California will definitely be voting on whether or not to legalize recreational cannabis this November, and recent polls are showing that the majority of voters are still supportive of Proposition 64. If California does successfully legalize weed, it will be the most populated state with legal cannabis by far. Not only will it bring in more money from potential tourism, but the state is already full of cannabis patients and casual smokers without med cards. There are plenty of good reasons to vote yes on Proposition 64, such as finally permitting adults to grow their own cannabis in their homes, but one of the biggest advantages that’s on everyone’s mind is the potential tax revenue. Colorado has seen some incredible amounts of cash come in from their high taxation rate on recreational cannabis, which has Californians wondering how much money they can expect legal weed to generate and where that money will end up going in the state’s budget.
There is no doubt that California could use the extra revenue, and legal cannabis might be exactly the answer we need. In Colorado the extra money brought in from pot taxes are used to help build schools, roads, and supplement city budgets, but it appears that tax revenue would be used much differently in California. Those opposing Proposition 64 have pointed out that California’s measure wouldn’t innately allocate any funds to local schools and governments. While this is partially true, depending on how the tax revenue is dispersed, those two groups could definitely still benefit. So where will most of the estimated $1 billion in new tax dollars end up going? Much of it will go to new government programs such as environmental cleanings, helping underprivileged children, drug use prevention and treatments, and law enforcement. The reason California is avoiding public use of the new tax revenue, is because they are concerned it would only incentivize towns to become pot centric places. The idea is that public education is too essential of a budget item to make even partially reliant on cannabis sales.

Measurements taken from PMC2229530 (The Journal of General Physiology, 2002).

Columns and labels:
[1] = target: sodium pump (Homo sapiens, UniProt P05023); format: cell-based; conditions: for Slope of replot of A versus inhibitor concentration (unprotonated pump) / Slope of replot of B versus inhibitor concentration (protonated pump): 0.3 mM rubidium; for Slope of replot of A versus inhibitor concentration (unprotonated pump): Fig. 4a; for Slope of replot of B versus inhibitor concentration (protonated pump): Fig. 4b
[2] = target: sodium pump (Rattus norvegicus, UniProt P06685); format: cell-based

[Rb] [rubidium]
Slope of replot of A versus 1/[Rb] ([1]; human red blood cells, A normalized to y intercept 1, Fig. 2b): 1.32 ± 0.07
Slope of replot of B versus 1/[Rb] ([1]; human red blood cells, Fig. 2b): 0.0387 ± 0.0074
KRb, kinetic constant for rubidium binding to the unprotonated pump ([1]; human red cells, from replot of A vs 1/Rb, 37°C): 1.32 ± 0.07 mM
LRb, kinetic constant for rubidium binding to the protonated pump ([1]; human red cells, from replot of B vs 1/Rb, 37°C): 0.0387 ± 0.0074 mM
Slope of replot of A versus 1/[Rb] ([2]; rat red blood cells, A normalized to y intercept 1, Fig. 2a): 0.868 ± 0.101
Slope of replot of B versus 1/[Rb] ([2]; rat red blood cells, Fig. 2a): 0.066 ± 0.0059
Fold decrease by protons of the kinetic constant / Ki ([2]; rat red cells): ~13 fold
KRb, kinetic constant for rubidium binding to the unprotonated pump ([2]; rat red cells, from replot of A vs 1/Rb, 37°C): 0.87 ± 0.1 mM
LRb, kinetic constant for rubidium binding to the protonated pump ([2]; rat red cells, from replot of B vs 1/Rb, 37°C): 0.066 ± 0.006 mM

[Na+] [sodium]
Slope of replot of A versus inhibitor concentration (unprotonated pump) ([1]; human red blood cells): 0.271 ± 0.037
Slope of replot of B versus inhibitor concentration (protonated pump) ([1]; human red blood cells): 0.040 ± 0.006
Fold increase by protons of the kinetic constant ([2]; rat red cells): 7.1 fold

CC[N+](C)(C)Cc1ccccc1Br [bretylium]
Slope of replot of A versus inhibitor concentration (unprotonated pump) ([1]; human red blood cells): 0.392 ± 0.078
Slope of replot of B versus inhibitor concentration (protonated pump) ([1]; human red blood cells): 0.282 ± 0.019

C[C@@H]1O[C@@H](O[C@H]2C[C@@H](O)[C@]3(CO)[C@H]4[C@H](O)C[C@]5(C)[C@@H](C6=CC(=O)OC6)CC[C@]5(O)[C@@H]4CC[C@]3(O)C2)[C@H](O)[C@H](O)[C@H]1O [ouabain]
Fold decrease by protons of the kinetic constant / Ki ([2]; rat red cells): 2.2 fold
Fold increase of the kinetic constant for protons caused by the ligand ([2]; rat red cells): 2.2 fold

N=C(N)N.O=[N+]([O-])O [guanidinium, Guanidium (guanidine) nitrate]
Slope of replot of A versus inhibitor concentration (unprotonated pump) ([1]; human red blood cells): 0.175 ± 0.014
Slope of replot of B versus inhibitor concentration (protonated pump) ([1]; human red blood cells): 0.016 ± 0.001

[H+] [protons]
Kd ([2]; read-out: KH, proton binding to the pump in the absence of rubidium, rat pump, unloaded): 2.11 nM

At this point in time, most of the cannabis companies based in California are paying an 8 percent state sales tax. Last year, the state brought in over $58 million in sales tax from the 974 registered dispensaries. Almost 40 percent of those dispensaries are located in Los Angeles County. Those tax dollars are set to virtually double this year, but Proposition 64 would be a complete game changer. If California votes to legalize, we can expect to be taxed an additional 15 percent starting in 2018. The independent Legislative Analyst’s Office has predicted that it would boost our tax revenues to close to $1 billion each year. That is less than 1 percent of California’s total budget, but would still be a huge contribution. Medical marijuana patients would be exempt from the new 15 percent tax, which could lead to an overall price drop like we’ve seen in Colorado. Millions of dollars each year will first be spent to cover any administrative costs the state has in regulating legal cannabis, but after that most of the money has been divided into percentages for a variety of uses, many related to ending this senseless drug war. It will be interesting to see if California voters are satisfied with the proposed tax use, or if it turns them away from voting yes on Proposition 64.